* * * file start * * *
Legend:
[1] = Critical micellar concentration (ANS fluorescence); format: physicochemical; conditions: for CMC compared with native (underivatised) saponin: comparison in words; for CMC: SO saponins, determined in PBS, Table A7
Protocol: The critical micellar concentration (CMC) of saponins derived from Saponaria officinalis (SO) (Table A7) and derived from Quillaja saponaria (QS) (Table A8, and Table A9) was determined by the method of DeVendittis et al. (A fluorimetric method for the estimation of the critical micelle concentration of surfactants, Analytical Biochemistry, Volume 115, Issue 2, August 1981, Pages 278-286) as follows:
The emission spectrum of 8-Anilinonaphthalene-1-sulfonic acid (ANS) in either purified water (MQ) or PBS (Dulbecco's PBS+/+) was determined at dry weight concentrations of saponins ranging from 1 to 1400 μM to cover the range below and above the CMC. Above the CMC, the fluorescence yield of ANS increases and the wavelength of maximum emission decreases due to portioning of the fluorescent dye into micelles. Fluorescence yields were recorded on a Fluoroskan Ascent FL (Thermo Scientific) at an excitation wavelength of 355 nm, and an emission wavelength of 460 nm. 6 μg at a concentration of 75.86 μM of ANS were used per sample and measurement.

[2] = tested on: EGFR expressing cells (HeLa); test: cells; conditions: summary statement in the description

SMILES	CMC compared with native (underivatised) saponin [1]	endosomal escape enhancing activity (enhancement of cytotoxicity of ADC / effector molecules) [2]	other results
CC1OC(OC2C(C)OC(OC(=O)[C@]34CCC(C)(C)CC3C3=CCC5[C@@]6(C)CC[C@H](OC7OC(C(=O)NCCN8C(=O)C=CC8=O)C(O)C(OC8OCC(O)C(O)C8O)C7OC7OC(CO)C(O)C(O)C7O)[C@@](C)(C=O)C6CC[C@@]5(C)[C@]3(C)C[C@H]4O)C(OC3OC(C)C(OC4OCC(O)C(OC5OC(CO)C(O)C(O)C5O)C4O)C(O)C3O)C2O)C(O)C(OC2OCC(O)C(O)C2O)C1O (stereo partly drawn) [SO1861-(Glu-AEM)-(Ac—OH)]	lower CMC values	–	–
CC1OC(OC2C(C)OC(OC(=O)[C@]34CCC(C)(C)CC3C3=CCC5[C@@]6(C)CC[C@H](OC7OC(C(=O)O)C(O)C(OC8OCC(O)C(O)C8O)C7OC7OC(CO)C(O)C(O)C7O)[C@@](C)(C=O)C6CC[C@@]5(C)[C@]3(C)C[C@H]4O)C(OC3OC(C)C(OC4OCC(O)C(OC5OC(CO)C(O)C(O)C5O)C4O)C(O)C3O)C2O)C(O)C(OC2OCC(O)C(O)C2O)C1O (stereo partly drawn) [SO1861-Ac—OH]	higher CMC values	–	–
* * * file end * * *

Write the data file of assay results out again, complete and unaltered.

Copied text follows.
Legend:
[1] = Critical micellar concentration (ANS fluorescence); format: physicochemical; conditions: for CMC compared with native (underivatised) saponin: comparison in words; for CMC: SO saponins, determined in PBS, Table A7
Protocol: The critical micellar concentration (CMC) of saponins derived from Saponaria officinalis (SO) (Table A7) and derived from Quillaja saponaria (QS) (Table A8, and Table A9) was determined by the method of DeVendittis et al. (A fluorimetric method for the estimation of the critical micelle concentration of surfactants, Analytical Biochemistry, Volume 115, Issue 2, August 1981, Pages 278-286) as follows:
The emission spectrum of 8-Anilinonaphthalene-1-sulfonic acid (ANS) in either purified water (MQ) or PBS (Dulbecco's PBS+/+) was determined at dry weight concentrations of saponins ranging from 1 to 1400 μM to cover the range below and above the CMC. Above the CMC, the fluorescence yield of ANS increases and the wavelength of maximum emission decreases due to portioning of the fluorescent dye into micelles. Fluorescence yields were recorded on a Fluoroskan Ascent FL (Thermo Scientific) at an excitation wavelength of 355 nm, and an emission wavelength of 460 nm. 6 μg at a concentration of 75.86 μM of ANS were used per sample and measurement.

[2] = tested on: EGFR expressing cells (HeLa); test: cells; conditions: summary statement in the description

SMILES	CMC compared with native (underivatised) saponin [1]	endosomal escape enhancing activity (enhancement of cytotoxicity of ADC / effector molecules) [2]	other results
CC1OC(OC2C(C)OC(OC(=O)[C@]34CCC(C)(C)CC3C3=CCC5[C@@]6(C)CC[C@H](OC7OC(C(=O)NCCN8C(=O)C=CC8=O)C(O)C(OC8OCC(O)C(O)C8O)C7OC7OC(CO)C(O)C(O)C7O)[C@@](C)(C=O)C6CC[C@@]5(C)[C@]3(C)C[C@H]4O)C(OC3OC(C)C(OC4OCC(O)C(OC5OC(CO)C(O)C(O)C5O)C4O)C(O)C3O)C2O)C(O)C(OC2OCC(O)C(O)C2O)C1O (stereo partly drawn) [SO1861-(Glu-AEM)-(Ac—OH)]	lower CMC values	–	–
CC1OC(OC2C(C)OC(OC(=O)[C@]34CCC(C)(C)CC3C3=CCC5[C@@]6(C)CC[C@H](OC7OC(C(=O)O)C(O)C(OC8OCC(O)C(O)C8O)C7OC7OC(CO)C(O)C(O)C7O)[C@@](C)(C=O)C6CC[C@@]5(C)[C@]3(C)C[C@H]4O)C(OC3OC(C)C(OC4OCC(O)C(OC5OC(CO)C(O)C(O)C5O)C4O)C(O)C3O)C2O)C(O)C(OC2OCC(O)C(O)C2O)C1O (stereo partly drawn) [SO1861-Ac—OH]	higher CMC values	–	–